More on our world lead now. It's a waterfront mansion sitting on 45 acres outfitted with a pool and tennis courts, a longtime retreat for Russian diplomats and their families. Now, the Obama administration says this Maryland beachside compound, there it is right there, very nice, a luxury estate in New York as well, they're both spy nests according to the U.S. government.
Both compounds were shuttered this afternoon as part of the U.S. sanctions against Russia. CNN's Barbara Starr is at the Pentagon. Barbara, in 1992, the Associated Press ran a story about this retreat
in Maryland in which one of the neighbors remarked that the Russians there made their steamed crabs differently than the locals. I hope they were using Old Bay -- but otherwise seemed fairly normal.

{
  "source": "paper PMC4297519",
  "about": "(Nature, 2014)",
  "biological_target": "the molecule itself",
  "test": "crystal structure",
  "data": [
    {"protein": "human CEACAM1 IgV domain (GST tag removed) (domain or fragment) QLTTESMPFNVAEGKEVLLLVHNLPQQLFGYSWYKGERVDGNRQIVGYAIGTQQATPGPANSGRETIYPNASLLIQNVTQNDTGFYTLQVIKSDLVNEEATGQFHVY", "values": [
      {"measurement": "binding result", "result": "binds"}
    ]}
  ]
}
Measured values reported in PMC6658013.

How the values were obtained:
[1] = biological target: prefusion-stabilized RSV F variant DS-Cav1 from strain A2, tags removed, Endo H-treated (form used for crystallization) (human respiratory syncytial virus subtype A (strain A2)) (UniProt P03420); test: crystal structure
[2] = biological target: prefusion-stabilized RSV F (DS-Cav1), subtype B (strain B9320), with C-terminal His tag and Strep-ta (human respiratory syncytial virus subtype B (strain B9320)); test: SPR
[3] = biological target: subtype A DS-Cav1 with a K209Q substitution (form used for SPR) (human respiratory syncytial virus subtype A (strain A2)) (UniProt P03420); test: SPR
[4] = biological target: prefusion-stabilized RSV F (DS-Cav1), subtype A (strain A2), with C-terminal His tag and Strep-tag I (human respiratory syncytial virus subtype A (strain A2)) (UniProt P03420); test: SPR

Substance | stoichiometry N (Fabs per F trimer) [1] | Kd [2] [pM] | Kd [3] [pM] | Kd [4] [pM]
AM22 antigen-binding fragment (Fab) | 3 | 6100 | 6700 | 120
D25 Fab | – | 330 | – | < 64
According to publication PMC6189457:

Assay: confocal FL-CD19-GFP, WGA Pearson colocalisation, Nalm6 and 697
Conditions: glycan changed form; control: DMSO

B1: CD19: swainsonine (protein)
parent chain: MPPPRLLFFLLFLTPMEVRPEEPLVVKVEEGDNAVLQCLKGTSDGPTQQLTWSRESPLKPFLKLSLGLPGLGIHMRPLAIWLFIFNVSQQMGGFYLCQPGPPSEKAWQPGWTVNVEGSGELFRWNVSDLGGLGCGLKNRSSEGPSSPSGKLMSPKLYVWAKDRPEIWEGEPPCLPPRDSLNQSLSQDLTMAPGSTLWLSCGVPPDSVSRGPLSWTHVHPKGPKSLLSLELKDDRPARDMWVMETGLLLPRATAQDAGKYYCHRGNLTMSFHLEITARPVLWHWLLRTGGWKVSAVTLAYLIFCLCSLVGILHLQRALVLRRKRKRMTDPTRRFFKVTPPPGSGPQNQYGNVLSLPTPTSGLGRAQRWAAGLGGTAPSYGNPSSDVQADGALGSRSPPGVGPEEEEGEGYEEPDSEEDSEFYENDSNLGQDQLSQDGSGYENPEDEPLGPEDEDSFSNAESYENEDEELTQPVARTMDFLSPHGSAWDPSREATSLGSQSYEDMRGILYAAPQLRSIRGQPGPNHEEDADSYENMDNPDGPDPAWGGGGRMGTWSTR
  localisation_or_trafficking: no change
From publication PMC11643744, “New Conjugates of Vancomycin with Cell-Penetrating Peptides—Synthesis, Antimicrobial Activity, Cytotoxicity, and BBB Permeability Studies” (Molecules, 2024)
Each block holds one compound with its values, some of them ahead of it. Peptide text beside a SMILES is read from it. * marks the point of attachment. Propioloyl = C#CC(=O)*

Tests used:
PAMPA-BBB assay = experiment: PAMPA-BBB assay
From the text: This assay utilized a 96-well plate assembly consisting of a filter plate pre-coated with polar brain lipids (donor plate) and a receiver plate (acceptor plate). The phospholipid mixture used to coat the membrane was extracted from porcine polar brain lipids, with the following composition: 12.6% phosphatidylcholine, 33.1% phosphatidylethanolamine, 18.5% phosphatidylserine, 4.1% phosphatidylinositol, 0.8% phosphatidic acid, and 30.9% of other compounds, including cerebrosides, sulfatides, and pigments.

I guess that's the point, right?
BARBARA STARR, CNN PENTAGON CORRESPONDENT: Well, you know, the best spy nest maybe looks perfectly normal from the outside. This cat-and- mouse game between Moscow and Washington, of course, has been going on for decades. It's been immortalized in TVs and movies.
But what we know is the reality can be vicious and violent.
STARR (voice-over): FBI cameras captured Russian operative Anna Chapman and a federal undercover agent meeting in a New York coffee shop in June 2010. Seventeen days later, Chapman and nine other Russian sleeper agents were arrested in New York, New Jersey, and Virginia, charged with conspiracy to act as unlawful agents of Russia, spies who had burrowed deep into American society for years, tried to steal secrets and recruit agents.